Now that we are all appropriately educated in the definitions, let’s get down to business.
At its core, collegial awareness is all about making the most of your college experience by embracing “collegial-ness.” If you are in college then you should be collegial; rather, the general expectation to achieve success in college is to be collegial. From its definition, we see that collegial refers to “share responsibility” or “groups of colleagues or peers.” Therefore, a large part of being a successful college student is to become a part of the different communities of college.
Let’s do a quick test for how much collegial awareness you have…
1. What months do the sports seasons cover at your school? When are games played and where?
2. Does your campus have Greek-lettered fraternities and sororities? If so, how many can you name and what are their representative colors?
3. How many clubs/organizations does your department have for students? Who are the student leaders for those organizations?
4. Which nationality of students host the best parties?
5. When are your professors’ office hours?
6. Where is the tutoring center? How about the writing center? How about the mental counseling center?
How did you do? If you got every question right then you have very high degree of collegial awareness. You know what’s happening in the environment around you and when. You are most likely set up to experience a very enriching and happy college experience. On the other hand, if you didn’t do so well…then you need to ask more question and get more involved in the activities and resources available to you as a paying college student.
Why is collegial awareness important?
College is a very large and diverse ecosystem where you will surely face many challenges. To deal with those challenges in the most effective way, it is very important to find or build a community of people around you to diversify your own thinking skills. Meeting and interacting with diverse groups of people who possess diverse ways of thinking will provide you with a rich set of perspectives that you may use to better inform your own decisions. As it relates to the previous test questions, it never hurts to have a good friend you can call to answer those questions for you.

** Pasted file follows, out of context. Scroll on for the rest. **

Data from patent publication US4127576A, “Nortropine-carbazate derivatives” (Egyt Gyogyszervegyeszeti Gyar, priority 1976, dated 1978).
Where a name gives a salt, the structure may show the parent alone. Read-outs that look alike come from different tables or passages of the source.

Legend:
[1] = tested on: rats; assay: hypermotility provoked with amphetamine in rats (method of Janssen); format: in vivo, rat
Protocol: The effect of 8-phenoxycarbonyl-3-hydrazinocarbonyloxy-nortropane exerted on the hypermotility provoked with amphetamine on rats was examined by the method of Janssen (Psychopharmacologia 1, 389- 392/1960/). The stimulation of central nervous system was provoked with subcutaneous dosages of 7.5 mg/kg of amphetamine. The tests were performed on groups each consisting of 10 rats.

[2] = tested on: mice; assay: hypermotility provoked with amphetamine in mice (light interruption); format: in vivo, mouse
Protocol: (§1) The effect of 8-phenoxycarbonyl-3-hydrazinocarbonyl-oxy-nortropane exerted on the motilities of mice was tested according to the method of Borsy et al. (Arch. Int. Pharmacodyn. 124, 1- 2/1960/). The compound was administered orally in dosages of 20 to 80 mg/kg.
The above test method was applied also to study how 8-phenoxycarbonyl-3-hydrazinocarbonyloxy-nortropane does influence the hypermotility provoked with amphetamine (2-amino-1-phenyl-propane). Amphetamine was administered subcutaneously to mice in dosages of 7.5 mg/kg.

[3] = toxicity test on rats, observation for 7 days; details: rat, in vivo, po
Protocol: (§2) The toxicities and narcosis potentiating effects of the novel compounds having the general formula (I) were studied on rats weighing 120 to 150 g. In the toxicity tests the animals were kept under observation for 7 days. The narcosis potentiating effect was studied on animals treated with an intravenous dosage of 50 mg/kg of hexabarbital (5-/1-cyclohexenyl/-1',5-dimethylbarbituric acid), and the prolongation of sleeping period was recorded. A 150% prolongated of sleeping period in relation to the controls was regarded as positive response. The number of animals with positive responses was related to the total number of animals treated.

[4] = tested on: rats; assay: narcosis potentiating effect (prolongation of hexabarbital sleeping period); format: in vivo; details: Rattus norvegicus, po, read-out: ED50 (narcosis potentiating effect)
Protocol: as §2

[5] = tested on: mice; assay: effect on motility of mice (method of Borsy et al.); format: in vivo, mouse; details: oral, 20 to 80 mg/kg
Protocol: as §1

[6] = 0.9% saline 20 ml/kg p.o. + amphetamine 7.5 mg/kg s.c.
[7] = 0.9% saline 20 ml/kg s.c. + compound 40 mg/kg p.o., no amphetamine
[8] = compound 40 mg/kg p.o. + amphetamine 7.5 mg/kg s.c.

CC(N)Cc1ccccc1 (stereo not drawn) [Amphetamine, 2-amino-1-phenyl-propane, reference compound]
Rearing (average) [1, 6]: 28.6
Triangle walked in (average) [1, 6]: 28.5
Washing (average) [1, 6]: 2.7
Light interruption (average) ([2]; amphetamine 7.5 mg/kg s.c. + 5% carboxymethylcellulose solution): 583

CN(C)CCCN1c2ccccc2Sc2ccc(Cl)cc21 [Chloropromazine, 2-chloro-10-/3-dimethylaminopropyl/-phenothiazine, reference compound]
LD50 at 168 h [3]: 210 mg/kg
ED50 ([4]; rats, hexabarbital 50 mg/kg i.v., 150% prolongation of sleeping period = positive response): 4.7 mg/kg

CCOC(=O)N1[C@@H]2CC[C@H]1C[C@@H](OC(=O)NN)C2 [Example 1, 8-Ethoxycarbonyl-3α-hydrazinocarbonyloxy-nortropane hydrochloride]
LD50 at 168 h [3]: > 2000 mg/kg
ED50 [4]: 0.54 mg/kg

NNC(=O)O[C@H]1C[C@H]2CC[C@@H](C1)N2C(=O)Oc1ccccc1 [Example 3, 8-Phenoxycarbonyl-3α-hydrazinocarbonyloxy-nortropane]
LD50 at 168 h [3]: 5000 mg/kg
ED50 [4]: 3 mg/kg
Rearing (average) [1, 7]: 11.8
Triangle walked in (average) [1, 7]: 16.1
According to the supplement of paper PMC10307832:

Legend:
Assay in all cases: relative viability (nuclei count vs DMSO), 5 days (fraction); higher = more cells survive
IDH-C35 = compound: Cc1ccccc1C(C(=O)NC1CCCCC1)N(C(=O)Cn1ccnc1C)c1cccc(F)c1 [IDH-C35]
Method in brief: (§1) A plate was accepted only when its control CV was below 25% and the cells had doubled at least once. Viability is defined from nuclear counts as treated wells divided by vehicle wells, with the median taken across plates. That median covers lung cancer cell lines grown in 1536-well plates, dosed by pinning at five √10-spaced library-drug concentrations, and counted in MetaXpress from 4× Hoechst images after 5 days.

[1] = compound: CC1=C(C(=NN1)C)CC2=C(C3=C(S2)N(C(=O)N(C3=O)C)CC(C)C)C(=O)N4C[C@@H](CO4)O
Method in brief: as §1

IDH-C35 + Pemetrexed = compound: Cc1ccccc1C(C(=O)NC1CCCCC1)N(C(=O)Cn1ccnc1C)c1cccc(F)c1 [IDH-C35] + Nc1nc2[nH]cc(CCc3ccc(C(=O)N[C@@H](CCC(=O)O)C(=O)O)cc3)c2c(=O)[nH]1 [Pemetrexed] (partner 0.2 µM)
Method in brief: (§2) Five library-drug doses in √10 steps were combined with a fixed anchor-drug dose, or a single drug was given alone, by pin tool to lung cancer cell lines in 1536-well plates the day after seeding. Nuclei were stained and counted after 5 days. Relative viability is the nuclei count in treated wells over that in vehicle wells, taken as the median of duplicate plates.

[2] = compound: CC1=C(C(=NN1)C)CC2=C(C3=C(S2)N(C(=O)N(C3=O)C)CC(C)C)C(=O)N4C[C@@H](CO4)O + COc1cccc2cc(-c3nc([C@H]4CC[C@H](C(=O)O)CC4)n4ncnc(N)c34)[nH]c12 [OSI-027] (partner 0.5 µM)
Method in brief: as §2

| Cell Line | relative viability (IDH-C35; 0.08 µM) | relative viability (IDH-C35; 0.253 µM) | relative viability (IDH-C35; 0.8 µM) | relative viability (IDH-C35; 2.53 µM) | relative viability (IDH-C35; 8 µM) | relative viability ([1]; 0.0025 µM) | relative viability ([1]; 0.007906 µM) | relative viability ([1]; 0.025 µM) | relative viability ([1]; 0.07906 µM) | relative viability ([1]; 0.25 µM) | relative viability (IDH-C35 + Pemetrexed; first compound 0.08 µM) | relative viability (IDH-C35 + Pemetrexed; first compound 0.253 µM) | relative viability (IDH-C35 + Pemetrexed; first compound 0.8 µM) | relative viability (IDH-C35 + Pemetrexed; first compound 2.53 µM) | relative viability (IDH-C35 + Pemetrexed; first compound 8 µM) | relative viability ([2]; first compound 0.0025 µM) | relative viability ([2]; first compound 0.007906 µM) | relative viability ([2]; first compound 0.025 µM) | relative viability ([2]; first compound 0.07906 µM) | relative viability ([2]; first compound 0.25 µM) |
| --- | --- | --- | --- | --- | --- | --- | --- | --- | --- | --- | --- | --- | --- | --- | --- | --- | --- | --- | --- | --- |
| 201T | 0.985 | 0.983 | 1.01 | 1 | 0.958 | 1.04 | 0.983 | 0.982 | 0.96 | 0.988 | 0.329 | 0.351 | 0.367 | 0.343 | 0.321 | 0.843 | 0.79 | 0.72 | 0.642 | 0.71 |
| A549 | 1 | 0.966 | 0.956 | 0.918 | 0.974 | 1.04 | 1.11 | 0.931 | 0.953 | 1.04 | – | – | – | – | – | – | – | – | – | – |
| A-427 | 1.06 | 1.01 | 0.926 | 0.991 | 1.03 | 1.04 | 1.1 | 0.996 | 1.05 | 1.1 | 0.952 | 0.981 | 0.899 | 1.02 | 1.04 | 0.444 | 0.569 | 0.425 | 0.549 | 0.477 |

In a way, collegial awareness goes hand in hand with relationship building. It is good practice to develop your relationship building skills while in college. Those skills will help you after college when you are out seeking a job or trying to start a new project.
Quick Story: My freshman year in college, I lived in a dorm room with a roommate. It was a single room with two beds in it and we shared the entire space. When we first met, we were very apprehensive towards each other. We had locks on our closets and personal things, just in case the other wanted to try anything crazy. Over the weeks, we shopped, ate at the cafeteria, went to the gym, and went to parties together. All of these experiences led to us developing a strong bond. At least we trusted each other more than we trusted people that we didn’t know. One day, I had a crucial mid-term exam that required that we bring our own scantron (testing paper) to class. I surely had forgotten to purchase a scantron beforehand and the only store that sold them was closed that early in the morning. I asked my roommate for advice on what to do. Unbeknownst to me, he had a whole pack of scantrons. That day, he saved my academic life. All because we had developed a great relationship.
In closing, never underestimate the power of relationship building with your college peers. Those relationships can keep you up-to-date on the latest happenings on campus and can save you during tests. For specific tips on ways to improve your collegial awareness, see my article on the topic here: “5 Ways to Improve Your Collegial Awareness.”
In the comments, share a time where a college relationship made a difference in your life.
Dr. Gabriel Burks is dedicated to increasing higher education awareness and showing aspiring scholars the power of science.